A new look at an old technology
Our engineer asks this burning question: Should Russian fireplaces find a place in American homes?
Something deep within us is soothed by the penetrating warmth and glow of a wood fire. Many people in Chelan County use wood heat to reduce the amount of electricity used to heat their home, and/or simply because of the comfort that it adds to their home. While we are familiar with fireplaces and wood stoves, Chelan PUD Engineer Jim White recently stumbled on an old technology that has been used for hundreds of years to heat homes in Russia. The following are his thoughts on the different ways to heat with wood.
I became interested in Russian stoves after reading an article in Alaska magazine that mentioned that prior to 1860, wood stoves made of iron were unknown in Alaska. Instead of iron stoves, the Russians used a “pechka,” a homemade furnace built of stones, bricks and locally made mortar. It served as both a cooking and heating appliance. Mark Twain came across similar wood stoves when he traveled to Germany and wrote the following:
“…At half past seven on a cold morning the servant brings a small basketful of slender pine sticks and puts half of these in, lights them with a match, and closes the door. They burn out in ten or twelve minutes. He then puts in the rest and locks the door… The work is done.”
These mass fireplaces and stoves work by absorbing nearly all the heat from a small but intense fire. Once the firewood is consumed, the chimney damper is closed to keep the heat and air from escaping up the chimney. Nearly all of the wood’s heat is stored in the fireplace brick; the heat is slowly released inside the home throughout the day. Many of the mass fireplaces also contain an oven that gets hot enough to bake bread. Some Russian fireplaces even had a flat area on top that was used as a warm place to sleep on those cold Russian nights.
While beautiful to look at and wonderfully warm stand near, the American brick fireplace seems very inefficient in comparison. Instead of being inside the home where it can be used to store heat, a majority of the brick in an American fireplace usually is located outside the home. The heat that is absorbed by the brick is either wasted up the chimney or conducted outside. Although some fireplaces have channels or tubes built into them that duct or blow warm air into the space, the typical fireplace is more of a campfire than a furnace. The flames and coals warm the surfaces they shine on, but do very little to actually heat the air around you. Most of the air heated by the flames and coals goes up the chimney. Unless there is a separate outside air supply to the fireplace, warm or hot air flowing up the chimney also draws cold air into the rest of the home that has to be heated.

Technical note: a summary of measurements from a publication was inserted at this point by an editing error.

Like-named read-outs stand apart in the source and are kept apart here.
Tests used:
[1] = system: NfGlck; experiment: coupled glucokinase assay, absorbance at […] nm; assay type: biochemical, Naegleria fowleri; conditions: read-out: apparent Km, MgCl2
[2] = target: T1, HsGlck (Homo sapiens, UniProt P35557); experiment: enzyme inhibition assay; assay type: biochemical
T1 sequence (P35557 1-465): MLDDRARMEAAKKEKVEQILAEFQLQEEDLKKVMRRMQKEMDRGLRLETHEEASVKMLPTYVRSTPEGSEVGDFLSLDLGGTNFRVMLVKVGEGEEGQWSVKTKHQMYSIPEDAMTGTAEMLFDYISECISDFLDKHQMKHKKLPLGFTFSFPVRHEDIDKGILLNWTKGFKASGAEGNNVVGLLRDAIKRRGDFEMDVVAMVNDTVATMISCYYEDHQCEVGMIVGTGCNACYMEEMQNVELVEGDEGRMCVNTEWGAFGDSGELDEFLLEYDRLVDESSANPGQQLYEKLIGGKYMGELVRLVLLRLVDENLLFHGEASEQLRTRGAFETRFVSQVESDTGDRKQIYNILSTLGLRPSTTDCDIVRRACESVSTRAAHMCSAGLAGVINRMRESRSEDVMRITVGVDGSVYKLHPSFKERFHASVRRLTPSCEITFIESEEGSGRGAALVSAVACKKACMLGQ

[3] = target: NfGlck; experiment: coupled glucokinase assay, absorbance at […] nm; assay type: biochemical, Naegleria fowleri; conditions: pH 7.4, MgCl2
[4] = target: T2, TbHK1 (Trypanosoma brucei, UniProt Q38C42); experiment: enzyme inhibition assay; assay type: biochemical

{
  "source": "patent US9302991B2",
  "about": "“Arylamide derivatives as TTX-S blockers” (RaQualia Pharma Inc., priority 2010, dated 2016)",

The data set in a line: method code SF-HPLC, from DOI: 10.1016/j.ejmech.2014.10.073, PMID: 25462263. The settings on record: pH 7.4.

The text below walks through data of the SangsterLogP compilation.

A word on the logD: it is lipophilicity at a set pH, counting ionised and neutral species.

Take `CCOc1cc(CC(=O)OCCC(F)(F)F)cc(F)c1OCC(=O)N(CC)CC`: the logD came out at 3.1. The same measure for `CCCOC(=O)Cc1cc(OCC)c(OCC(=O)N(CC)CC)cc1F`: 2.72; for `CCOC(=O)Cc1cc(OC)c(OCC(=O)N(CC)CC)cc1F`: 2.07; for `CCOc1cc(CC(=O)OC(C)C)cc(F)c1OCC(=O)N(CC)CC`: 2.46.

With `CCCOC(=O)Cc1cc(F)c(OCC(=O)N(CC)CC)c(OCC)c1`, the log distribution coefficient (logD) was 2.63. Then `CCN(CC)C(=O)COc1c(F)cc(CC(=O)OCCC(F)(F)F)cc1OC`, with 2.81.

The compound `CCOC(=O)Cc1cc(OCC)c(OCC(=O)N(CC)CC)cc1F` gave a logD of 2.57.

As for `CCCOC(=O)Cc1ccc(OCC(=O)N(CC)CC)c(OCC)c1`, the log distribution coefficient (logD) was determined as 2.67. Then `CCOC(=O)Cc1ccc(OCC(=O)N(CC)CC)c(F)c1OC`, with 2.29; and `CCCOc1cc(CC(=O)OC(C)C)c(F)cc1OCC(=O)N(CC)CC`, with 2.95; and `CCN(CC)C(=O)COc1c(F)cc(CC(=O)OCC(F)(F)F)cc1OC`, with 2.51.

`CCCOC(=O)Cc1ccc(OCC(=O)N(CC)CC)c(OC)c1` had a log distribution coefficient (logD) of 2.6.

A traditional wood stove is better than a fireplace at capturing the heat produced by the fire. The hot surface of the stove quickly heats the air and radiates warmth throughout a room where it is located. While warm and comforting to enjoy at first, eventually it is necessary to reduce the amount of heat produced by the wood stove. The most common way to do that is to restrict the amount of air flowing through the stove to slow down the combustion of the wood. While this is effective at regulating the output of the wood stove, it also causes the wood to burn very inefficiently, generating soot and air pollution.
So if these Russian stoves are so efficient, comfortable and can also be used to bake bread, why don’t we see more of them in United States? One of the advantages of wood stoves and conventional fireplaces over Russian stoves is their ability to provide almost instant heat. The other drawback to the Russian stove is that their design and construction has become a lost art. It is difficult to find an experienced mason who knows how to build a long-lasting and well-functioning mass stove. In their day, qualified fireplace masons were highly prized in Russian society. A well-designed stove would be the highlight of a Russian home, providing warm, even heating throughout the day and night, while also cooking food and providing comfort. Poor designs, on the other hand, did not draft properly, creating smoke problems and performing poorly as a stove or oven.
One group in North America that is hoping to change that is the Masonry Heater Association of North America.